See the shiny looking part sticking out of the Audi TT above? You’d probably be tempted to call it an intercooler. But, if we want to be pedantic about it for a moment, it technically isn’t.
Before we go any further though, let’s remind ourselves of what these devices actually do. The job of what we usually refer to as an intercooler is to cool down the air that’s just left the turbocharger or supercharger. Cooler air means more oxygen entering your engine, burning more fuel and increasing performance.
There is an argument, however, for an ‘intercooler’ used in an automotive application to actually be referred to as an ‘aftercooler’. Why? The answer is to do with planes, oddly enough.
Some piston aircraft engines feature ‘staged’ turbochargers (typically two, but sometimes more), with one forcing air into another, which then forces air into the engine. It’s the kind of turbocharging that Christopher Nolan would dig, but it also leads to an undesired build up in both heat and pressure.
The solution is to place a cooling device between the turbochargers. Given its location, it’s referred to as an ‘intercooler’. You’d then have another cooler placed after the last turbo and before the engine, called - you guessed it - an ‘aftercooler’.
A car’s intercooler? That’s after the last stage of turbocharging too, hence why some consider it to be correct to call it an aftercooler. The counter-argument is that the ‘inter’ prefix still works, since the part is sitting between two things - the turbocharger and the engine. Plus, since the staged turbocharging is extremely rare in the automotive world (it’s better suited for planes where turbo lag is less of an issue), there’s no need to distinguish between something being an intercooler or aftercooler.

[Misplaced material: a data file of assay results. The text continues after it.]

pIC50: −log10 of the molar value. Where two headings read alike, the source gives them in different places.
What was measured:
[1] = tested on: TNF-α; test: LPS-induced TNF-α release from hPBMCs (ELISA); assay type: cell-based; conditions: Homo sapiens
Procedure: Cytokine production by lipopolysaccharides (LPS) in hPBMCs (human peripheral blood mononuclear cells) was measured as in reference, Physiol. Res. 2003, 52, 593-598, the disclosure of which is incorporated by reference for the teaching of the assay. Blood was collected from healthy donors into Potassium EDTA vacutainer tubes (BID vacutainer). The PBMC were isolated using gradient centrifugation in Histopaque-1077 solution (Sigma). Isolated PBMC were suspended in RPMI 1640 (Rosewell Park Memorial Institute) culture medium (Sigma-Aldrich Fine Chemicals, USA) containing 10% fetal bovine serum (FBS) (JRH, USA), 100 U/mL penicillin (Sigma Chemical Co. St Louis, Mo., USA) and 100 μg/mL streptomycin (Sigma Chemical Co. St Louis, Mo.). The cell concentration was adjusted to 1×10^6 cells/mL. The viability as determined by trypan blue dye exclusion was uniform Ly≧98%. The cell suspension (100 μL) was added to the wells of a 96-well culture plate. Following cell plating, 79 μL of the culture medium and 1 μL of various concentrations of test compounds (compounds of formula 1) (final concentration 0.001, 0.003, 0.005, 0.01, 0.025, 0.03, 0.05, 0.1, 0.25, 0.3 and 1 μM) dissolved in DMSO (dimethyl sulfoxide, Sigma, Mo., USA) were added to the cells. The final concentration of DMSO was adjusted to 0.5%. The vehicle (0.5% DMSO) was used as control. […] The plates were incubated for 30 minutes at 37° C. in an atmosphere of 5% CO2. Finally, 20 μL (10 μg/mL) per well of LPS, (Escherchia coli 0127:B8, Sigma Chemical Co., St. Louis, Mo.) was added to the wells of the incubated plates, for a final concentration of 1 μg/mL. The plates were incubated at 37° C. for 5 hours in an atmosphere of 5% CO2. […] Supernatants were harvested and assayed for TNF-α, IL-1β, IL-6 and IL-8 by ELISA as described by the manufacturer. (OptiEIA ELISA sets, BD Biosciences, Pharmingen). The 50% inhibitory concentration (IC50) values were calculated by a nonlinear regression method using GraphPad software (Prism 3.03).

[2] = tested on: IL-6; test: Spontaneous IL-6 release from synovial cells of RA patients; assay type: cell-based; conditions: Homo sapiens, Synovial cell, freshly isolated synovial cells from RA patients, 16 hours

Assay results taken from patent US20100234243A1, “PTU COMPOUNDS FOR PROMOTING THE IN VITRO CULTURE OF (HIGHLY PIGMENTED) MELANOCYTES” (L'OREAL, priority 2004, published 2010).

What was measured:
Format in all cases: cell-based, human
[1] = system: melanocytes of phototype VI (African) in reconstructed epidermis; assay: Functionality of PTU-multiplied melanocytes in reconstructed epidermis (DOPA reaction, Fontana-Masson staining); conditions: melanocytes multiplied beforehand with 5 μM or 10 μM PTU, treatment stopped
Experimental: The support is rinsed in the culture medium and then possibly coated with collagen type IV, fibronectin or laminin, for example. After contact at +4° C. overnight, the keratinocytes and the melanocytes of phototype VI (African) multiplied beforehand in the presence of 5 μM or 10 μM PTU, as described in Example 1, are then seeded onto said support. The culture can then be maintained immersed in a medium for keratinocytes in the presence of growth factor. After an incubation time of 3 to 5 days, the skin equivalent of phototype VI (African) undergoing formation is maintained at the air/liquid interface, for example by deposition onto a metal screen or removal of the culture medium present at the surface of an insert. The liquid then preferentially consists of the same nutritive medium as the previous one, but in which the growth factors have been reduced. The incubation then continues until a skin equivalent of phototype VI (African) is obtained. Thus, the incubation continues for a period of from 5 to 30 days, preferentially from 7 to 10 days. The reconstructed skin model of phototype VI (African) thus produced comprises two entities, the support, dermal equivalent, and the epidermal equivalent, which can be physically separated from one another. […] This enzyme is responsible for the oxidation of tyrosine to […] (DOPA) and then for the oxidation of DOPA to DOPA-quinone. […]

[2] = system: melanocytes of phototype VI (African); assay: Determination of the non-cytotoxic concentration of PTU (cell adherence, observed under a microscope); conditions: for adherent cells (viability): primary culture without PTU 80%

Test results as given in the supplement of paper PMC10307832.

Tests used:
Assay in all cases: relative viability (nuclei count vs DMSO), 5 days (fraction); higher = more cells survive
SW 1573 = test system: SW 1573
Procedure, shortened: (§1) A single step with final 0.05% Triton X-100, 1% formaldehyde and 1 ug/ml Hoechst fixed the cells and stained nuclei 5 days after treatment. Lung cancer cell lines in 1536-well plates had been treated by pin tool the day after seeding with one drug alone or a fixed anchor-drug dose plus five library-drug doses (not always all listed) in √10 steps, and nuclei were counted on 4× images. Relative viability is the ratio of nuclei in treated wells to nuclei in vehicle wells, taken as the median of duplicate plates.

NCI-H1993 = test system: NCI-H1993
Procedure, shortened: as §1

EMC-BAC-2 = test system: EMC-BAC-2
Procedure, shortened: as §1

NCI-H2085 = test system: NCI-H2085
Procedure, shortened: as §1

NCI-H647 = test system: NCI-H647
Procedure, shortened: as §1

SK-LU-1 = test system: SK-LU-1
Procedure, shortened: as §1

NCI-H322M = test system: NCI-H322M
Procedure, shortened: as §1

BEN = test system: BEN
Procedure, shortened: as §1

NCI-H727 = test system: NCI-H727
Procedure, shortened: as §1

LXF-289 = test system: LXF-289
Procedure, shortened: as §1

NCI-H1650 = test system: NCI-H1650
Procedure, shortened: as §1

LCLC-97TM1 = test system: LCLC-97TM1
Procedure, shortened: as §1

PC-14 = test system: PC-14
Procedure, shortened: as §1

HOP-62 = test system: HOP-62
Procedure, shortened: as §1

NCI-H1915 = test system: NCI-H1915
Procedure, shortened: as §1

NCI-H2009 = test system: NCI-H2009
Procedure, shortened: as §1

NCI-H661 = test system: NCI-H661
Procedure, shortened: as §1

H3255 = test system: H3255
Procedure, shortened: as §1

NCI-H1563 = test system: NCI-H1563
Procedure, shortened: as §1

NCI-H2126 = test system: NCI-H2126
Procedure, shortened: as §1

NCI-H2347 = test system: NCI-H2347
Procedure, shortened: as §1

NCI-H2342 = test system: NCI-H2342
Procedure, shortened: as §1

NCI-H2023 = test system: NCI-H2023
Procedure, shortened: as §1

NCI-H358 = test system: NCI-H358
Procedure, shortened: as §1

In fact, intercoolers and charge coolers themselves are no different - it’s all about the placement, so there’s a rationale for using the catch-all term of ‘charge air cooler‘. However, the word intercooler has become so widely used by car makers, automotive journalists, petrolheads, and manufacturers themselves like Forge, it’s likely to remain synonymous with charger air coolers in cars for the foreseeable future.
What do you call these devices, and why? At the risk of opening a big can of worms, we’d like to know your thoughts in the comments!